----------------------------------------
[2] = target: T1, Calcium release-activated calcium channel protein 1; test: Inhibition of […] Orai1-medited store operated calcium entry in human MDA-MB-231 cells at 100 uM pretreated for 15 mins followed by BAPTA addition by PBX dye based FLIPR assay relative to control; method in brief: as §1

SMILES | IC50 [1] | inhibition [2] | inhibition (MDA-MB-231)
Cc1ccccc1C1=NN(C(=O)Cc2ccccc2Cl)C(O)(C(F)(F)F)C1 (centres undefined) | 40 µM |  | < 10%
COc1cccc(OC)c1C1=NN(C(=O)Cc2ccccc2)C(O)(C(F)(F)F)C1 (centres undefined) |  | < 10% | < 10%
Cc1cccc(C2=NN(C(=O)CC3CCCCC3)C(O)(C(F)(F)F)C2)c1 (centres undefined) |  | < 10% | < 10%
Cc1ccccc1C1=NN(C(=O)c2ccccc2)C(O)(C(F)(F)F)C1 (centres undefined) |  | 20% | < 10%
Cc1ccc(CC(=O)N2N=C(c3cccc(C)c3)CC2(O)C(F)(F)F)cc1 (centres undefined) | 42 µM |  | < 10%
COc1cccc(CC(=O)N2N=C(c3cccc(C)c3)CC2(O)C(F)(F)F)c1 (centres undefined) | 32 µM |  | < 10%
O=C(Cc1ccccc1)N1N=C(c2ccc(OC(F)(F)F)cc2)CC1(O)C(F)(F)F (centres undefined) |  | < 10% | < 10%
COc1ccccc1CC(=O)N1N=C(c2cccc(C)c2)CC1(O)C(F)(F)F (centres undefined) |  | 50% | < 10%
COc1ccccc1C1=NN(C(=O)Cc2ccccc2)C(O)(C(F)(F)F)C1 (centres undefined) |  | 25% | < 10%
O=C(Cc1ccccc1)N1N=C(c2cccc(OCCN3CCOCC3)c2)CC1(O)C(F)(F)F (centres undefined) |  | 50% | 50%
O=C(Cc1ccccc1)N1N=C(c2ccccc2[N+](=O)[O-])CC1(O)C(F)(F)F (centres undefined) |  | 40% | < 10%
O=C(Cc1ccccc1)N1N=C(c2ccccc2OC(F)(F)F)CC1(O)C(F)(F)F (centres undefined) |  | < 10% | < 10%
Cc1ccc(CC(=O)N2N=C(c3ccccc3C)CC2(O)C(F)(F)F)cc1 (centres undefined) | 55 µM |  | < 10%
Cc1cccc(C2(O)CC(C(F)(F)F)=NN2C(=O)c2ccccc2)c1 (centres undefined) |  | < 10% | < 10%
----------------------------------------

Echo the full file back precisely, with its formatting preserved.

[2] = target: T1, Calcium release-activated calcium channel protein 1; test: Inhibition of […] Orai1-medited store operated calcium entry in human MDA-MB-231 cells at 100 uM pretreated for 15 mins followed by BAPTA addition by PBX dye based FLIPR assay relative to control; method in brief: as §1

SMILES | IC50 [1] | inhibition [2] | inhibition (MDA-MB-231)
Cc1ccccc1C1=NN(C(=O)Cc2ccccc2Cl)C(O)(C(F)(F)F)C1 (centres undefined) | 40 µM |  | < 10%
COc1cccc(OC)c1C1=NN(C(=O)Cc2ccccc2)C(O)(C(F)(F)F)C1 (centres undefined) |  | < 10% | < 10%
Cc1cccc(C2=NN(C(=O)CC3CCCCC3)C(O)(C(F)(F)F)C2)c1 (centres undefined) |  | < 10% | < 10%
Cc1ccccc1C1=NN(C(=O)c2ccccc2)C(O)(C(F)(F)F)C1 (centres undefined) |  | 20% | < 10%
Cc1ccc(CC(=O)N2N=C(c3cccc(C)c3)CC2(O)C(F)(F)F)cc1 (centres undefined) | 42 µM |  | < 10%
COc1cccc(CC(=O)N2N=C(c3cccc(C)c3)CC2(O)C(F)(F)F)c1 (centres undefined) | 32 µM |  | < 10%
O=C(Cc1ccccc1)N1N=C(c2ccc(OC(F)(F)F)cc2)CC1(O)C(F)(F)F (centres undefined) |  | < 10% | < 10%
COc1ccccc1CC(=O)N1N=C(c2cccc(C)c2)CC1(O)C(F)(F)F (centres undefined) |  | 50% | < 10%
COc1ccccc1C1=NN(C(=O)Cc2ccccc2)C(O)(C(F)(F)F)C1 (centres undefined) |  | 25% | < 10%
O=C(Cc1ccccc1)N1N=C(c2cccc(OCCN3CCOCC3)c2)CC1(O)C(F)(F)F (centres undefined) |  | 50% | 50%
O=C(Cc1ccccc1)N1N=C(c2ccccc2[N+](=O)[O-])CC1(O)C(F)(F)F (centres undefined) |  | 40% | < 10%
O=C(Cc1ccccc1)N1N=C(c2ccccc2OC(F)(F)F)CC1(O)C(F)(F)F (centres undefined) |  | < 10% | < 10%
Cc1ccc(CC(=O)N2N=C(c3ccccc3C)CC2(O)C(F)(F)F)cc1 (centres undefined) | 55 µM |  | < 10%
Cc1cccc(C2(O)CC(C(F)(F)F)=NN2C(=O)c2ccccc2)c1 (centres undefined) |  | < 10% | < 10%